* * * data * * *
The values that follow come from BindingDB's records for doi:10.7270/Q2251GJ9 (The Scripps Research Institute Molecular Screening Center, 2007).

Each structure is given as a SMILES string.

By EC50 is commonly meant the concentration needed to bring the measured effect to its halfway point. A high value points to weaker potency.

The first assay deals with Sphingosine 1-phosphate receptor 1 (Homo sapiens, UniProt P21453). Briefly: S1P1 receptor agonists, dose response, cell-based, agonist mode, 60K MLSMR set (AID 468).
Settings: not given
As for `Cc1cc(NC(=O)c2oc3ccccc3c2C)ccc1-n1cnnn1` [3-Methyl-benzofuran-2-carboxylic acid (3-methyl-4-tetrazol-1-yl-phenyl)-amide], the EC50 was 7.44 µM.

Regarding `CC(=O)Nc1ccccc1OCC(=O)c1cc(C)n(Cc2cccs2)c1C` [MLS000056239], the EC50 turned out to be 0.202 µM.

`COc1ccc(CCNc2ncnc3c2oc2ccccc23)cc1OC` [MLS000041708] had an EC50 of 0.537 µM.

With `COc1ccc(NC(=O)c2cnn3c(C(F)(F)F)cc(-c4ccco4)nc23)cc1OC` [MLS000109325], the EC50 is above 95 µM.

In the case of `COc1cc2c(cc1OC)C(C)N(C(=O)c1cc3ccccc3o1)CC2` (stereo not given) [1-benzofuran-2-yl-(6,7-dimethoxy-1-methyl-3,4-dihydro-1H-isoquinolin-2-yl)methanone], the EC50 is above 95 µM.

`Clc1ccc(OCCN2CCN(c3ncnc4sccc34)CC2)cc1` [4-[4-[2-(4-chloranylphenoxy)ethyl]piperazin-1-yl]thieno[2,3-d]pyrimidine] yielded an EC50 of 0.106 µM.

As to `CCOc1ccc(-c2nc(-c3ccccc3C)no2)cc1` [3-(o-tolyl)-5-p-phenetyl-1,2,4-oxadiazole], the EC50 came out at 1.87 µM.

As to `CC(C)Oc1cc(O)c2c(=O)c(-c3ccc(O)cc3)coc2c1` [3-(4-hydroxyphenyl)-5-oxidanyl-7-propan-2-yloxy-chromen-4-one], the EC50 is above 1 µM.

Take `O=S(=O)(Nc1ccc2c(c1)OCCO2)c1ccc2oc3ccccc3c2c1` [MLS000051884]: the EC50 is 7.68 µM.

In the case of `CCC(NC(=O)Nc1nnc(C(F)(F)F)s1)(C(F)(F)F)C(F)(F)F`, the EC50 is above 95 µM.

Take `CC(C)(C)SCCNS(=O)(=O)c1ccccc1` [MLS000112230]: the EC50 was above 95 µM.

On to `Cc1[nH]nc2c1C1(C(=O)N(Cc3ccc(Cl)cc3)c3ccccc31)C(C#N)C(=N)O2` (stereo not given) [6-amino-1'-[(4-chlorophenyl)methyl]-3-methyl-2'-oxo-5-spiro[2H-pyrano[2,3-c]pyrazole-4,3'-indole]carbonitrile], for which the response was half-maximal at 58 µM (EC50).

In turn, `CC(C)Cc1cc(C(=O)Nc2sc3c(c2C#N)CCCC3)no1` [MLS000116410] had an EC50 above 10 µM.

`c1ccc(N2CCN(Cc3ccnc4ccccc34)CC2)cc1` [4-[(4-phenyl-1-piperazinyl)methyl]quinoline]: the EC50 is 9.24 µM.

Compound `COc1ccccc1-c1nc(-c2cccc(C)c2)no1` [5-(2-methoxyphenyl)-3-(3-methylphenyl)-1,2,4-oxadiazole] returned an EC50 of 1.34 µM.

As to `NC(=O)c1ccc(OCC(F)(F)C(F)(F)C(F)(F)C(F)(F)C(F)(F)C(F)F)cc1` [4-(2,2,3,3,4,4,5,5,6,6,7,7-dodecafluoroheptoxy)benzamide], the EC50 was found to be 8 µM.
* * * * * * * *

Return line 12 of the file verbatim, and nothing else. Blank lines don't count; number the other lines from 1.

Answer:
As to `CCOc1ccc(-c2nc(-c3ccccc3C)no2)cc1` [3-(o-tolyl)-5-p-phenetyl-1,2,4-oxadiazole], the EC50 came out at 1.87 µM.